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Bluetooth technology
- a standard for wireless networking of small peripherals

Bluetooth has now established itself in the market place enabling a variety of devices to be connected together using wireless technology. Bluetooth technology has come into its own connecting remote headsets to mobile phones, but it is also used in a huge number of other applications as well.

Beginnings ...
Bluetooth technology originated in 1994 when Ericsson came up with a concept to use a wireless connection to connect items such as an earphone and a cordless headset and the mobile phone. The idea behind Bluetooth (it was not yet called Bluetooth) was developed further as the possibilities of interconnections with a variety of other peripherals such as computers printers, phones and more were realised. Using this technology, the possibility of quick and easy connections between electronic devices should be possible.

It was decided that in order to enable the technology to move forward and be accepted as an industry standard that it needed to be opened up as an industry standard. Accordingly, in Feb 1998, five companies (Ericsson, Nokia, IBM, Toshiba and Intel) formed a Special Interest Group (SIG). Three months later in May 1998, Bluetooth was publicly announced with the first specification following on with the first release of the standard in July 1999. Later more members were added to the group with four new companies, Motorola, Microsoft, Lucent and 3Com, joining the group. Since then more companies have joined and the specification has grown and is now used in a large variety of products.

The name
The name of the Bluetooth standard originates from the Danish king Harald Blåtand who was king of Denmark between 940 and 981 AD. His name translates as "Blue Tooth" and this was used as his nickname. A brave warrior, his main achievement was that of uniting Denmark under the banner of Christianity, and then uniting it with Norway that he had conquered. The Bluetooth standard was named after him because Bluetooth endeavours to unite personal computing and telecommunications devices.

Bluetooth is a wireless data system and can carry data at speeds up to 721 Kbps in its basic form and in addition to this it offers up to three voice channels. Bluetooth technology enables a user to replace cables between devices such as printers, fax machines, desktop computers and peripherals, and a host of other digital devices. Furthermore, it can provide a connection between an ad hoc wireless network and existing wired data networks.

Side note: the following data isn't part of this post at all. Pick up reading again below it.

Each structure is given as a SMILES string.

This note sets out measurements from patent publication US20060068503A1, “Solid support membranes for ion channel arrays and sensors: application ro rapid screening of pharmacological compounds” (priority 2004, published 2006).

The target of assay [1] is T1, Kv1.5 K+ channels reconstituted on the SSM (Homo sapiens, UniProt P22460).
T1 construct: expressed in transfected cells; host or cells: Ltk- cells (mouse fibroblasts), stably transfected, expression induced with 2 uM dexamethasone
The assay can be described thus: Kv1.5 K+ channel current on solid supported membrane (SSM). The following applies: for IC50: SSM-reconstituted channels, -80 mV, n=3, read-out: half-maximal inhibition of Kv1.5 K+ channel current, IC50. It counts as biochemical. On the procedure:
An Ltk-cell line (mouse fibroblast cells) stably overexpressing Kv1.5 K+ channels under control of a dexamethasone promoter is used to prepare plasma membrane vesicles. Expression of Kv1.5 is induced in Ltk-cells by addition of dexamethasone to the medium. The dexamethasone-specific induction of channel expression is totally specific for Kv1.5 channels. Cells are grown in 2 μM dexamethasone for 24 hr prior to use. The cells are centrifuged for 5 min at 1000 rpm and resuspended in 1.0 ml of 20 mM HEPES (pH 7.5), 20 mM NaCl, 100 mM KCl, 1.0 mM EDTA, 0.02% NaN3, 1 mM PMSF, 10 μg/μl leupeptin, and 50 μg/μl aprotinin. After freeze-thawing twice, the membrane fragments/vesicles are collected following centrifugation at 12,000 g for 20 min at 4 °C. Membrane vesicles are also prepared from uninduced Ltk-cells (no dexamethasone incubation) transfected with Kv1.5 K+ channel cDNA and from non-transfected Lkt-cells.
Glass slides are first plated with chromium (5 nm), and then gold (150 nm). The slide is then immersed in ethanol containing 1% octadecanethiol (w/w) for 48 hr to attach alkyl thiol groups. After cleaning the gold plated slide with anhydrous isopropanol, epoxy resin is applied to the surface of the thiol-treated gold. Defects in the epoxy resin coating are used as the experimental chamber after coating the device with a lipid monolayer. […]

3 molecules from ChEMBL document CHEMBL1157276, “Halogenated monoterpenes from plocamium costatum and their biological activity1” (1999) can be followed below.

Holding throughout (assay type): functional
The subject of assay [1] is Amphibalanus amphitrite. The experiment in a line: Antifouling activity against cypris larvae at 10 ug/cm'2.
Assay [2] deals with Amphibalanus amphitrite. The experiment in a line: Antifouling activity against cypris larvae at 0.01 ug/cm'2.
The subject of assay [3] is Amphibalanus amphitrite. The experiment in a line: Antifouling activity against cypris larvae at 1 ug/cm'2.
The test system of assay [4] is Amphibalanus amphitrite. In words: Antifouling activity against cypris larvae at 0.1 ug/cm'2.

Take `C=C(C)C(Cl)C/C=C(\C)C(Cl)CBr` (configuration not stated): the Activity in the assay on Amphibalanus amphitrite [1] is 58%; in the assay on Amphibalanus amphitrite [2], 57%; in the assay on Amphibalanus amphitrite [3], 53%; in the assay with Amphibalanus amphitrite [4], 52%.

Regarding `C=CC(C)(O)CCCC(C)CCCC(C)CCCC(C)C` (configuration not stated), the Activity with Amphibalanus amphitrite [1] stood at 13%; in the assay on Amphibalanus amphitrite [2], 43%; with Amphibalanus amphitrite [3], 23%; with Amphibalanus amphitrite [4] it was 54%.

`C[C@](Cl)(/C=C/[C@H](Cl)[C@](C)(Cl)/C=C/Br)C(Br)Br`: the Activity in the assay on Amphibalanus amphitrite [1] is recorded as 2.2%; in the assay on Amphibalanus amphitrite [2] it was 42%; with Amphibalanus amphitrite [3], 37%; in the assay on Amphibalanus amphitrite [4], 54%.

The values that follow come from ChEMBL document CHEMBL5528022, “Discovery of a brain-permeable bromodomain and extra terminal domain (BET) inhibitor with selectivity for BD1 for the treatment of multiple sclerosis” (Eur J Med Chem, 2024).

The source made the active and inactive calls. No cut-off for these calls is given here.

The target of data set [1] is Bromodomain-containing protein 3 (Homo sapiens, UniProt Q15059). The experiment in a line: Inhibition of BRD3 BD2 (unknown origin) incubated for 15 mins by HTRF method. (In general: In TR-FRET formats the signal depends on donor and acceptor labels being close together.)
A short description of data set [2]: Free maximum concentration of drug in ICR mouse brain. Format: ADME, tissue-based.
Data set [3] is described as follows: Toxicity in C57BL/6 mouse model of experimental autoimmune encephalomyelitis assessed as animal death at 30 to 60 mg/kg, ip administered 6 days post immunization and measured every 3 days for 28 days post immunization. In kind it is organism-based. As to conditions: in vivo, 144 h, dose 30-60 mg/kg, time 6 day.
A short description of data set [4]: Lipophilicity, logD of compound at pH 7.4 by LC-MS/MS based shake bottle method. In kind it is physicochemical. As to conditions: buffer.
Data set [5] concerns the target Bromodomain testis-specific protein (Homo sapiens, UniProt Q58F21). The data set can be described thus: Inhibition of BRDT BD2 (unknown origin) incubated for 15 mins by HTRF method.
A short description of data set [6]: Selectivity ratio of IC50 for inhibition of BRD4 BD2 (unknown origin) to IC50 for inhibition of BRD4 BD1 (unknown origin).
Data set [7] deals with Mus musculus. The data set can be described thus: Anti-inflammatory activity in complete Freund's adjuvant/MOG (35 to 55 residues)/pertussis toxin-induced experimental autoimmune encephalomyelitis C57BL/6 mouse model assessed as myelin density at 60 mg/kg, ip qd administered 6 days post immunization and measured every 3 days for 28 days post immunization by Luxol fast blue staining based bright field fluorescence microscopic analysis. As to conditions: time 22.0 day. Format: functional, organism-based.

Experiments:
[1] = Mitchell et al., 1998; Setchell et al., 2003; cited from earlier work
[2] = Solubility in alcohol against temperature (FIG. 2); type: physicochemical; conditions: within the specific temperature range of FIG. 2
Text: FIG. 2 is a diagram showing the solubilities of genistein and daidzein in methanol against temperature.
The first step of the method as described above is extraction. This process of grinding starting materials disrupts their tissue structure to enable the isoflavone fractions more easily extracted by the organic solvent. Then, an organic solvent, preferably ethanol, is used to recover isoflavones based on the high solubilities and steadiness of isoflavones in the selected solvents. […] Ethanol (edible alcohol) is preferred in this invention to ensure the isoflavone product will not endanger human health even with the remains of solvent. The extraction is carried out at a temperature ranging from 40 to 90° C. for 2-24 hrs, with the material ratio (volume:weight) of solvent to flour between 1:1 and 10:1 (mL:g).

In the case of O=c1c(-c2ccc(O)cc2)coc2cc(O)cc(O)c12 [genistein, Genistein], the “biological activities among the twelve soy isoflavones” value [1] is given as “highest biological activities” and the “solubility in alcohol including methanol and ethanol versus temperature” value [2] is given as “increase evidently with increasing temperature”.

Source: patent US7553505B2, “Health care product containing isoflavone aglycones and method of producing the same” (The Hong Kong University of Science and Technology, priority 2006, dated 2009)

The technology is intended to be placed in a low cost module that can be easily incorporated into electronics devices of all sorts. Bluetooth uses the licence free Industrial, Scientific and Medical (ISM) frequency band for its radio signals and enables communications to be established between devices up to a maximum distance of 100 metres.

RF system
Running in the 2.4 GHz ISM band, Bluetooth employs frequency hopping techniques with the carrier modulated using Gaussian Frequency Shift Keying (GFSK).

With many other users on the ISM band from microwave ovens to Wi-Fi, the hopping carrier enables interference to be avoided by Bluetooth devices. A Bluetooth transmission only remains on a given frequency for a short time, and if any interference is present the data will be re-sent later when the signal has changed to a different channel which is likely to be clear of other interfering signals. The standard uses a hopping rate of 1600 hops per second. These are spread over 79 fixed frequencies and they are chosen in a pseudo-random sequence. The fixed frequencies occur at 2400 + n MHz where the value of n varies from 1 to 79. This gives frequencies of 2402, 2404 ….. 2480 MHz. In some countries the ISM band allocation does not allow the full range of frequencies to be used. In France, Japan and Spain, the hop sequence has to be restricted to only 23 frequencies because of the ISM band allocation is...
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